Darren Lake and Daron Payne are listed as co-starters at noseguard. They will only see the field on early downs to try and stop the run. Lake contributed last year, and Payne is a highly-coveted true freshman that has impressed in camp. Robinson will most likely slide to the NG position on passing downs.

Jarran Reed is the starter at the opposite end. Reed is more of an all-around DE than Robinson, and cut weight this offseason to become a better pass rusher. It should be noted that all of Alabama’s defensive line have worked on conditioning to respond to the HUNH offenses that have given the Tide trouble in the past. The line should put more pressure on quarterbacks this season than in past seasons.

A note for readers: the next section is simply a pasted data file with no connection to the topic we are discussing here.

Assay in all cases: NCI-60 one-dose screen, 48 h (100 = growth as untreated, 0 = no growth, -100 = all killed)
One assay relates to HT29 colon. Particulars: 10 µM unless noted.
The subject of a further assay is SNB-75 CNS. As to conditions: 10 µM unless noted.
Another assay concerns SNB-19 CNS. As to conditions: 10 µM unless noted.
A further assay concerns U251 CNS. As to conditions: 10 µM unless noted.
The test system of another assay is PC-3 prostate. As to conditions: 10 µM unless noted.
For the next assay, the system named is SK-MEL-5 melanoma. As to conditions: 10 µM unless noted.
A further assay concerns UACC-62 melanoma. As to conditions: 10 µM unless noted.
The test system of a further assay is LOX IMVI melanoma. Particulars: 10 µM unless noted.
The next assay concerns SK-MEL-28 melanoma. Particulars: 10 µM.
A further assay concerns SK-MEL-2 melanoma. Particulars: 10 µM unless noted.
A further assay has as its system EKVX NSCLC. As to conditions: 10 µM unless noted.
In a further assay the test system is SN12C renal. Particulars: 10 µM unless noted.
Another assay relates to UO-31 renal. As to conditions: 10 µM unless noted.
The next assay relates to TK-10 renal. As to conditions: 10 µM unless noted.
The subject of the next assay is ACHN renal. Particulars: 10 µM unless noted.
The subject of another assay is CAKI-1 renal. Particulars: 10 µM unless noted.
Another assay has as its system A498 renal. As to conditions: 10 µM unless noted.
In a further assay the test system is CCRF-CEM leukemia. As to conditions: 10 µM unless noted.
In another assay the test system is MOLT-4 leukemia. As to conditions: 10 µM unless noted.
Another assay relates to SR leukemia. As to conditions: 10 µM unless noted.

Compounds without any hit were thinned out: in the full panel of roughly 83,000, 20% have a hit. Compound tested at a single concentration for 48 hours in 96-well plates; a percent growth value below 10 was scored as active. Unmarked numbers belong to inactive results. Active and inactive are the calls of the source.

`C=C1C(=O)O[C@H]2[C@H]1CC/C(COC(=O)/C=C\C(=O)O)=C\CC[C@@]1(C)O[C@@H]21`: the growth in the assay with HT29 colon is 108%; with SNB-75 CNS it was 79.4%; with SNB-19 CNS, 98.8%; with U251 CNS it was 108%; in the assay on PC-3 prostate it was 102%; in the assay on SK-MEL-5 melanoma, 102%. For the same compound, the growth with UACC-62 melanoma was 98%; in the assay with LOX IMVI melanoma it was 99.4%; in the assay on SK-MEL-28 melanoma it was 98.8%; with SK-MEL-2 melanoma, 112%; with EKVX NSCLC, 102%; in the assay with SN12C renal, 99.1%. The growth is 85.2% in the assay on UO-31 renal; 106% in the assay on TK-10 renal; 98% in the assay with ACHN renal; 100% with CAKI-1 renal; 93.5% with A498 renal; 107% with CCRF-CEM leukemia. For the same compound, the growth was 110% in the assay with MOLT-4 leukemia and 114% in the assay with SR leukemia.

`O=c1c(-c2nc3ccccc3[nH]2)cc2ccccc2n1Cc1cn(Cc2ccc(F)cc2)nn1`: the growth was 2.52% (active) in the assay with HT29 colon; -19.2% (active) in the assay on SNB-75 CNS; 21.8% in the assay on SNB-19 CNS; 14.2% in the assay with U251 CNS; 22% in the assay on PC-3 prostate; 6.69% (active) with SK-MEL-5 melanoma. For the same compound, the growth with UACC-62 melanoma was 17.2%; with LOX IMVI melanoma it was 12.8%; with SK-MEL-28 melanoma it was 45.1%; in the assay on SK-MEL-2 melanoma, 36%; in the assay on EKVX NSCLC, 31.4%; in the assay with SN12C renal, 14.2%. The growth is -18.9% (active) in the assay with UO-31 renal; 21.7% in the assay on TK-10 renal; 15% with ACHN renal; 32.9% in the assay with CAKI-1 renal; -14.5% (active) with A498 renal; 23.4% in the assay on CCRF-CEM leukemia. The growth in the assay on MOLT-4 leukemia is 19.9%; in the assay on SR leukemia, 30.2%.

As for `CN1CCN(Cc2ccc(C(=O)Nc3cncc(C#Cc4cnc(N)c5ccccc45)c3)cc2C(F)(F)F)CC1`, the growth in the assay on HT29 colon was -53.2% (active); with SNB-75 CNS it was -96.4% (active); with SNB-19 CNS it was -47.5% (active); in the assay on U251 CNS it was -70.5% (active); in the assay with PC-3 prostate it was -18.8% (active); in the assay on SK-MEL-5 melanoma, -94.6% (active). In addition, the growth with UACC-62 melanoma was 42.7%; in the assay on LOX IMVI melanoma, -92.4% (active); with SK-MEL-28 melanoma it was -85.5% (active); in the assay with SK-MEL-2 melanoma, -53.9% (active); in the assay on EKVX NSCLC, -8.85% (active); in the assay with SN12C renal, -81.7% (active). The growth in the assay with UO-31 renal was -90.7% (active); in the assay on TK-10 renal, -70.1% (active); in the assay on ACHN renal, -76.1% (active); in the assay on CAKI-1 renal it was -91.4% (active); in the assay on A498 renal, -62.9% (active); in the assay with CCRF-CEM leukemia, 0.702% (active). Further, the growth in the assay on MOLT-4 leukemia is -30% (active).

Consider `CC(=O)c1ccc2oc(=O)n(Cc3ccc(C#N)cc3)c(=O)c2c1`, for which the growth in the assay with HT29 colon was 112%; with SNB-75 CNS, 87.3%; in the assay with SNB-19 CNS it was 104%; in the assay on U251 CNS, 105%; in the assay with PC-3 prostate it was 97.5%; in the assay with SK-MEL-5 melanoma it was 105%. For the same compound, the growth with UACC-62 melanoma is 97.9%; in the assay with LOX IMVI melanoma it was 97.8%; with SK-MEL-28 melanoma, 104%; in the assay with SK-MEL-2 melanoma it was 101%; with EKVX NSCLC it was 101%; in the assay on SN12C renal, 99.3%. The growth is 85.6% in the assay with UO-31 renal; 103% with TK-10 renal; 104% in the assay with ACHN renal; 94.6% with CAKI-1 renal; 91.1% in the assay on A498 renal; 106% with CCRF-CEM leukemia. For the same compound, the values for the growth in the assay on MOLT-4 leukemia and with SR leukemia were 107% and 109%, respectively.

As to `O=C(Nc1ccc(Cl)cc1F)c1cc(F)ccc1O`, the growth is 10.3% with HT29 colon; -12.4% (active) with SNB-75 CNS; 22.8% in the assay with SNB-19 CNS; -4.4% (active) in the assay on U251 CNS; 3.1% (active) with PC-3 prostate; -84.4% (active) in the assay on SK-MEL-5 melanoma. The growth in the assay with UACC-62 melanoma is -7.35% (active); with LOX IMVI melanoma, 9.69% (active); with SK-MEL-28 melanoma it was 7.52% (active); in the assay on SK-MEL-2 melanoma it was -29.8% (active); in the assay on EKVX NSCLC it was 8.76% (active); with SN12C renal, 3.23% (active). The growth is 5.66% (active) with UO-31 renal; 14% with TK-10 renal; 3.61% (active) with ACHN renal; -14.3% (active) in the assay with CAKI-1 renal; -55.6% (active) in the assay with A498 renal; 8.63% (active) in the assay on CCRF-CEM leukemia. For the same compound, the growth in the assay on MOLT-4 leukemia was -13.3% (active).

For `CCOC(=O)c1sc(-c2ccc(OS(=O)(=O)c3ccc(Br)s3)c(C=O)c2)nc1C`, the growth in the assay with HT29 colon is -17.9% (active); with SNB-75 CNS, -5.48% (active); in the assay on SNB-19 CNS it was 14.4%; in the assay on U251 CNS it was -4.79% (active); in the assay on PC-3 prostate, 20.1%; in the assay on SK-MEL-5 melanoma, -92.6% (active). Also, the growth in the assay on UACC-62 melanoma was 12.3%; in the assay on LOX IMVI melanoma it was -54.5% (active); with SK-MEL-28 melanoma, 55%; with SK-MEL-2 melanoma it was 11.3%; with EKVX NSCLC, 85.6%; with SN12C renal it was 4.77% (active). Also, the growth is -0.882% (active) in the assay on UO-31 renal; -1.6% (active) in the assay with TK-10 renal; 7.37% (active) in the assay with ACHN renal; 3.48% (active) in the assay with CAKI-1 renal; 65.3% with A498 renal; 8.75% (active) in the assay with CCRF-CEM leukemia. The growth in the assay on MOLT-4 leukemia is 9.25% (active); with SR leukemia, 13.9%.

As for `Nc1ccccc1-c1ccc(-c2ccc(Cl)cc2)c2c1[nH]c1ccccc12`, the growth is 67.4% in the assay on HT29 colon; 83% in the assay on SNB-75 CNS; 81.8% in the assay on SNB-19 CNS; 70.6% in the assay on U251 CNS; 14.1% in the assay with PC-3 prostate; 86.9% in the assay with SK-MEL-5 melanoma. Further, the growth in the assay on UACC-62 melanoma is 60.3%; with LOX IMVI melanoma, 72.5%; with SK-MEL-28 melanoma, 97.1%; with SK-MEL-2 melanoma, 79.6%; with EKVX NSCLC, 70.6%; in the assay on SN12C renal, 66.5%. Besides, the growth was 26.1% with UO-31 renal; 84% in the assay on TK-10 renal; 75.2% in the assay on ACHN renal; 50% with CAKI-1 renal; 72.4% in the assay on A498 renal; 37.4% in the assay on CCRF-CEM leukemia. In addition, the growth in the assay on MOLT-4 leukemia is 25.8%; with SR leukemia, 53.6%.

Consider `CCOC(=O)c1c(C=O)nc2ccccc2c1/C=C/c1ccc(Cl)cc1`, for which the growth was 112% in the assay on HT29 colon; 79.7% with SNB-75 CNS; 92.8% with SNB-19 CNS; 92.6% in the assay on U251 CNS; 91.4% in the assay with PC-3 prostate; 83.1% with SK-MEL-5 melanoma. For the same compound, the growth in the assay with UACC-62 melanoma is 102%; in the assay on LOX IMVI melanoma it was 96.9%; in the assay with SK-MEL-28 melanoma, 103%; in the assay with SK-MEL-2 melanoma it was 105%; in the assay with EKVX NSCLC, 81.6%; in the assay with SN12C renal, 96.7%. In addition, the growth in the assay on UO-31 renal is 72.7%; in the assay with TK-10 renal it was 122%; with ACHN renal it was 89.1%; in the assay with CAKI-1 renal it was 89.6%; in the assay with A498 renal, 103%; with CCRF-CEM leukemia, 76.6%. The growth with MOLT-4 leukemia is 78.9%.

Most pundits are going to point at Alabama’s QB situation and say that is the Tide’s biggest weakness. Most pundits are wrong. Alabama’s QB situation will be fine (more on that in a second). The Tide’s biggest weakness will be at the safety spots. Eddie Jackson is transitioning from corner to safety. Jackson is rangy and has good ball skills, but last season while recovering from a torn ACL  he could never regain the ability he flashed in his freshman year. Jackson is probably a more natural fit at safety than corner due to his size. Still, Jackson is unproven and could have a short leash with talented youngsters Ronnie Harrison and Shawn Burgess-Becker waiting in the wings.

Geno Smith is the safety opposite Jackson. Smith is an experienced fifth-year senior who has contributed to the Tide in the past. Smith is kind of an underwhelming player for Alabama to start on defense. Smith is solid, but he is not the kind of player that gets NFL scouts salivating. Smith will need to improve his play to account for the inevitable growing pains that will come with Jackson making the transition to a new position.